Before the end of his book, the author offers some advice about books in general.
At the time of the earlier part of the Bible, people did not usually buy books. Instead, they copied an old book, and so they made their own book. That was also their method of study and, of course, it was hard work.
Even then, there were many books and they were not all worthwhile for the student to copy. So, the student should choose books that will teach him to be wise. And of course, God’s commands (the Bible) are the best books (Ecclesiastes 12:13).
The author compares wise books to two sharp objects: goads and ‘nails’.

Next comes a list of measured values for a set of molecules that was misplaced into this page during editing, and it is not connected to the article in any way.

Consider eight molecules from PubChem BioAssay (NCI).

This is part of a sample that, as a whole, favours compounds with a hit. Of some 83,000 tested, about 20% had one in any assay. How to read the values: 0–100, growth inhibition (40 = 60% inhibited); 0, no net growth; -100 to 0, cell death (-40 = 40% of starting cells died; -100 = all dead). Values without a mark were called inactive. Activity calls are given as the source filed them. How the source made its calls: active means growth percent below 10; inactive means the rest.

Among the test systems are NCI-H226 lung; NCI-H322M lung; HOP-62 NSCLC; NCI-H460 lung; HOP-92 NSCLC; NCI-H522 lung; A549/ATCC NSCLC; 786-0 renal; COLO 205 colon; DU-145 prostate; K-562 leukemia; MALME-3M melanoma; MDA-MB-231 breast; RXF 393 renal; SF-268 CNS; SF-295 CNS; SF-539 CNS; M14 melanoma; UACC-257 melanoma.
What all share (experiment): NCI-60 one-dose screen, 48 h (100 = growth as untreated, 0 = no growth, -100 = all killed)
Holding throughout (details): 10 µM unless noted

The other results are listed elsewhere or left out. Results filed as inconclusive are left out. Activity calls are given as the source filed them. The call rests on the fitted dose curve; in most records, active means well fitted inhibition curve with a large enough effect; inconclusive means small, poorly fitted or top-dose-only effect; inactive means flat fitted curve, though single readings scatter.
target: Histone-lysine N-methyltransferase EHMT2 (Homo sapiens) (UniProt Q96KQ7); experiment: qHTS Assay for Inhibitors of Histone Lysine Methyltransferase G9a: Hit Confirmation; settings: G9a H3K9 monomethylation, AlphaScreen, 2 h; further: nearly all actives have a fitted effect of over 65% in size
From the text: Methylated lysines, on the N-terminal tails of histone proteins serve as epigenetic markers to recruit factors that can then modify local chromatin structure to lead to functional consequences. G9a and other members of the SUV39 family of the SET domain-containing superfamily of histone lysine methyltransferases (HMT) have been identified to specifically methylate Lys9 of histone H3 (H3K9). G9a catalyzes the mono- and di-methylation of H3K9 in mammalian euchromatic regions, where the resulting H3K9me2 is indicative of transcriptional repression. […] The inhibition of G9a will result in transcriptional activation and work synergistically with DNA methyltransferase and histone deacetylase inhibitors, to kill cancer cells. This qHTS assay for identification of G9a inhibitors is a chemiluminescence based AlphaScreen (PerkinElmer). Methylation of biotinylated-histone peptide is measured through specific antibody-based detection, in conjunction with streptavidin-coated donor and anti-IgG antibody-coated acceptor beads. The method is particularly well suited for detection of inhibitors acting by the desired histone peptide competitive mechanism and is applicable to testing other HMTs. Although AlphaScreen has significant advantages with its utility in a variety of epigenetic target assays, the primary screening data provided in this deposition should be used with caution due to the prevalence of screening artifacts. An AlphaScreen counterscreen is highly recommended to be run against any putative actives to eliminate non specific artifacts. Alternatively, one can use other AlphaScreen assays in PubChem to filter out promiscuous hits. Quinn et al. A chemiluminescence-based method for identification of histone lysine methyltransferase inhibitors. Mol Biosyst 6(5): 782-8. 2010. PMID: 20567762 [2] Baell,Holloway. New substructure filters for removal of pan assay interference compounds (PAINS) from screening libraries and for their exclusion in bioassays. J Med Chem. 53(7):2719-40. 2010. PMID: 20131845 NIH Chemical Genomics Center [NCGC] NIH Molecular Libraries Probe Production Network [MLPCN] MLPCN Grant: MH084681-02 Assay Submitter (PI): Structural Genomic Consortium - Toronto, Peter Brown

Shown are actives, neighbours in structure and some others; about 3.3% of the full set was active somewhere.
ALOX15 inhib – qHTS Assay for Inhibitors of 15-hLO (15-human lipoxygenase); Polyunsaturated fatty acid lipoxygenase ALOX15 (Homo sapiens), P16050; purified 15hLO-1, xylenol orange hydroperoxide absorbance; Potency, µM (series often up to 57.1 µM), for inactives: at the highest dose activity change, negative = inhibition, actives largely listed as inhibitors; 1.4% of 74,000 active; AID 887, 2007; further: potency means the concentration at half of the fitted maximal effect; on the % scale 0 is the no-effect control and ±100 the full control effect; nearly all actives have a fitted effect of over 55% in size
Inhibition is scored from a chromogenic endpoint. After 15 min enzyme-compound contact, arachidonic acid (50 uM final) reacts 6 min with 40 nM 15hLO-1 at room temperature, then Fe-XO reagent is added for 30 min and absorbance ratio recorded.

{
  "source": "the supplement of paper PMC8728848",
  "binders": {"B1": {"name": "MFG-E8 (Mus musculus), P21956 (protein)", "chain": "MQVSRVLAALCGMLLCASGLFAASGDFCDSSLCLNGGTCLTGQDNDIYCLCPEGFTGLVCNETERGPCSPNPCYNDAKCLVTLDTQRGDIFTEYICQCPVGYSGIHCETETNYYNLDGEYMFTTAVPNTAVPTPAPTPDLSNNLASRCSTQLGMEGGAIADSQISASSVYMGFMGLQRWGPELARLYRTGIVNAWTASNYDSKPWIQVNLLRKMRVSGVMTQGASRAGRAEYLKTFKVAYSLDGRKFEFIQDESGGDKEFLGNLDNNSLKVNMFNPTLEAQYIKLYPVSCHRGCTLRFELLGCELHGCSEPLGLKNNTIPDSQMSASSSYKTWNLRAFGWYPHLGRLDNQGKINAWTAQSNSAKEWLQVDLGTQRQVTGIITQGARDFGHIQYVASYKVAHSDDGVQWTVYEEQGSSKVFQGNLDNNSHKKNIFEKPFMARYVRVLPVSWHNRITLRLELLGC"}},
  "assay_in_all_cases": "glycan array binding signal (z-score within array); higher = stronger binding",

When a farmer ploughed his land, he carried a goad. The goad was a long stick with a sharp point. A pair of strong animals called oxen pulled the plough. If one of them went the wrong way, the farmer would use the goad to control it. The goad could be painful, but the animal soon learned its lesson.
So, wise words are sometimes unpleasant. But they teach us correct behaviour and attitudes when we are doing something wrong.
The ‘nails’ in Ecclesiastes 12:11 are probably pegs. Pegs are the sharp objects that hold a tent in its proper place in the ground. It is necessary to hammer them deep into the ground so that they are firm.
So, wise words are like something that fixes deep into our lives. They are not like popular stories, which have a shallow effect on our emotions. Wisdom affects every part of our lives.
The shepherd here means God (Psalm 23:1). A shepherd is someone who looks after animals. In the same way as a shepherd, God uses wisdom to guide and to direct our lives.
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© 2014, Keith Simons.